Updated: March 26, 2021 12:28:38 pm
The BJP Tuesday released its official manifesto for the Assam elections. Titled Sankalpa Patra, it talks of a “corrected” National Register of Citizens (NRC) to “secure” Assam, protection of indigenous rights as well as developmental promises for women, youths etc.
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A corrected NRC
In the works for six years, the final Assam NRC was published on August 31, 2019. However, it was immediately attacked by the BJP for excluding 19 lakh people, many of them Hindus, with party chief Ranjit Dass saying the number was lower than earlier government estimates of illegal foreigners and among those kept out were “sons of the soil”. Since then, the list has remained in a limbo, with those excluded yet to even receive rejection orders with which to appeal to Foreigners’ Tribunals. Unveiling the manifesto, BJP national president J P Nadda said, “We will protect genuine Indian citizens and detect illegal infiltrators so that Assam can remain Assam’s.”
No mention of CAA
While in neighbouring West Bengal, which is also going to polls, the BJP promised to implement the Citizenship (Amendment) Act (CAA) if it came to power, the law — which saw widespread protests in Assam — finds no mention in its Assam manifesto. Asked about it, Nadda said the CAA “would be implemented in letter and spirit”. However, the BJP perhaps believes it can get away with this balancing act between Bengal and Assam with the CAA protests appearing to be a distant memory in Assam.
Silence on Clause 6
In a bid to contain the widespread protests against the CAA, the Assam government had promised speedy implementation of Clause 6 of the Assam Accord, that promises to protect the interests of the “indigenous” people of Assam, and appointed a high-level committee for the same. However, given its recommendations, made public by two panel members, and the complications involved, the BJP has chosen silence as the better form of valour.
Protection of indigenous rights
With suspicion still over the BJP’s CAA and Clause 6 intentions , the party has promised measures to protect the “Jaati, Maati and Bheti (Community, Home and Hearth)” of the indigenous people of Assam. They include a task force to check “illegal encroachment” on the land of sattras of Vaishnavite saint Srimanta Sankardeva, financial aid of Rs 2.5 lakh to all Naamghars (Vaishnavite worship halls) and places of worship of tribals, and distribution of pattas to all landless citizens. The party has also promised a delimitation exercise to “protect the political rights of the people”, indicating that constituencies might see a realignment to give indigenous communities more say.
Jobs for youths
As in the Congress manifesto, there is an emphasis on jobs. The BJP has promised two lakh government jobs (1 lakh before March 31, 2022). Another ‘Sankalpa’, or resolve, is to make Assam India’s entrepreneurial hub. Ten lakh youth entrepreneurs are to be created through a Swami Vivekananda Asam Youth Employment Yojana. A survey by the Centre for Monitoring Indian Economy (CMIE) put Assam’s unemployment rate at a 19-month high of 11.1% in April 2020, rising from 0.7% in April 2016. However, the data also shows a sharp recovery post lockdown with unemployment down to 1.6 % in February 2021.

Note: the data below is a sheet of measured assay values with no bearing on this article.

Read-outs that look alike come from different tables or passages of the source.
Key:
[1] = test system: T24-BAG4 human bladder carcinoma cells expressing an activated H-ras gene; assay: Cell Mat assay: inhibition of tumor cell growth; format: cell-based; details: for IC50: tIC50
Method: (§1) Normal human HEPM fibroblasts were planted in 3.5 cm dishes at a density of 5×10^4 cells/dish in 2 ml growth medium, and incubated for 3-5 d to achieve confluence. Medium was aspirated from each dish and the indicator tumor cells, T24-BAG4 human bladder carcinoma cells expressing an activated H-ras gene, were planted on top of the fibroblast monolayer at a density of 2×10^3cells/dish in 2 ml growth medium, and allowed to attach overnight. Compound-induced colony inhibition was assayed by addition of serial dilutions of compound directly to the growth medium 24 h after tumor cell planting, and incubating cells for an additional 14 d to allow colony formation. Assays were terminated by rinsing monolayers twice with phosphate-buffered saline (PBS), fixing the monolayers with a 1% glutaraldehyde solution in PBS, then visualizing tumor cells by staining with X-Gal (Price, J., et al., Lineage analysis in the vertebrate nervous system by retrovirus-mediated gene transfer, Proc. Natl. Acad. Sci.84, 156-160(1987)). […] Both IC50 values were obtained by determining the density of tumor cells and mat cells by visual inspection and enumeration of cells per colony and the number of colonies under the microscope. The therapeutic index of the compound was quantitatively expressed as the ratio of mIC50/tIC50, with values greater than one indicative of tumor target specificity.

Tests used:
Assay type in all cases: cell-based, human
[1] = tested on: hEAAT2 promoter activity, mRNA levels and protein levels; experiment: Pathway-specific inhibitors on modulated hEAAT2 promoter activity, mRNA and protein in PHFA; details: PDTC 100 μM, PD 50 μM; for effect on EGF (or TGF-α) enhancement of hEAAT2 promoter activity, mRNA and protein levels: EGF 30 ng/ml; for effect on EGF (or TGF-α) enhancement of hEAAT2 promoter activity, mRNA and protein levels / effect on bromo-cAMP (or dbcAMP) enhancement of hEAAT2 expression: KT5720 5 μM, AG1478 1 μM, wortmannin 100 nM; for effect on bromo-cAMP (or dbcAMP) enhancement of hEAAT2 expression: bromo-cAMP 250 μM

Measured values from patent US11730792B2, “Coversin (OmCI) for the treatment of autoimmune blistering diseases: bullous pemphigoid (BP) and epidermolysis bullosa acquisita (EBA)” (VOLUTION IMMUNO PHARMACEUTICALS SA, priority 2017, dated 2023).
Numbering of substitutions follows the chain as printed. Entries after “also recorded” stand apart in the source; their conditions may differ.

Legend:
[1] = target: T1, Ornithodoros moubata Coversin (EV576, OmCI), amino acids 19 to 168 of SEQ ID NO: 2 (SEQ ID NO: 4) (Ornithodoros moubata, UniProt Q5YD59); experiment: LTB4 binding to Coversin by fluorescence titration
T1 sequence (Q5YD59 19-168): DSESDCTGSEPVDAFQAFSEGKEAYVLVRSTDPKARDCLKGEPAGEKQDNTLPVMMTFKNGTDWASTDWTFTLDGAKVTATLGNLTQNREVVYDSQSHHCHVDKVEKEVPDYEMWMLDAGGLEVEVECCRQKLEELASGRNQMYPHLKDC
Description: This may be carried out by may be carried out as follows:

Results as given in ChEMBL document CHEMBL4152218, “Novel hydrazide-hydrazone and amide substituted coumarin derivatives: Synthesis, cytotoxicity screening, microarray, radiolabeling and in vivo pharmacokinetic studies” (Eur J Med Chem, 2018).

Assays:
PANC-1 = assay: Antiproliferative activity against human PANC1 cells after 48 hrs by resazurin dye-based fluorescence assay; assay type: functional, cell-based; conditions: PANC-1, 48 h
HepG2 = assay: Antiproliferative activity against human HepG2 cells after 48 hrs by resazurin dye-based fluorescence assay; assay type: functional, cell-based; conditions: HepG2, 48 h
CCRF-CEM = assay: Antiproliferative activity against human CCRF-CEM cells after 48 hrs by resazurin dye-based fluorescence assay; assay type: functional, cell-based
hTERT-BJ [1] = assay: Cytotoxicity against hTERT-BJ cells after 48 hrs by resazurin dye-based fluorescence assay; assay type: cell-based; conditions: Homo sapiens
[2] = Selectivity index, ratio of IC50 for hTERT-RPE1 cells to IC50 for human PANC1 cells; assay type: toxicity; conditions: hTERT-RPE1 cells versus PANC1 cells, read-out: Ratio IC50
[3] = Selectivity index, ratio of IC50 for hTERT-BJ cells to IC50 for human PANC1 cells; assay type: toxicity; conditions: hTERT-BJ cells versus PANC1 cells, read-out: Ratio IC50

Its largely woman-centric Orunudoi scheme a huge hit, the party is set to enhance it. The dole for the DBT scheme will be increased from Rs 830 to Rs 3,000 per month, with 30 lakh families brought under it. The BJP clearly sees Orunudoi as a game changer. And the Congress has responded by announcing a ‘Grihini Samman’ scheme, of Rs 2,000 per month to homemakers.
Governments have come and gone, without solving Assam’s annual spectre of floods. The BJP talks of ‘Mission Brahmaputra’, to “finally” check this. “We will approach it scientifically, build big reservoirs to collect water.” Dredging of the river from Dhubri (in western Assam) to Sadiya (in the east) was also announced. Even before it came to power in Assam, the BJP had proposed a plan to dredge the Brahmaputra, adding that it would use the resultant silt to build roads on either side of the river. However, experts have often said this was an impractical solution simply because the Brahmaputra sediment yield is among the highest in the world. No amount of dredging can stop the river’s siltation.
Even building reservoirs is something experts have time and again warned again as the Brahmaputra is inherently dynamic and unstable. So far successive governments have taken the stop-gap measure of building embankments. Many experts say the only solution lies in international cooperation, since the Brahmaputra is a transnational river, with a basin spread over China, India, Bangladesh and Bhutan.
Strengthening of Assam’s civilisation
Though not part of its ten ‘sankalpas’, the manifesto, under a section ‘Strengthening civilisation in Assam’ promises to tackle the menace of ‘Love Jihad’ and ‘Land Jihad’. It also mentions a ‘Deradicalisation Policy’ to stop groups from ‘fanning the flames of communal exclusion and separatism.’ While faultlines in Assam have traditionally been seen as ethnic and linguistic, religious polarisation has entered into the mix with the rise of BJP in the state. These proposals to protect ‘Assamese civilisation’ seem to stem from the BJP’s relentless attack on Bengali-speaking ‘Miya’ Muslims, with the party tying its anti-Miya rhetoric to “protecting” Assam’s culture-language-heritage from the community. While a ‘Love Jihad’ law seems to be inspired by similar laws in Uttar Pradesh and Madhya Pradesh, ‘Land Jihad’ is a new concoction, and possibly refers to “land encroachment” by those who the party perceives as “outsiders”.
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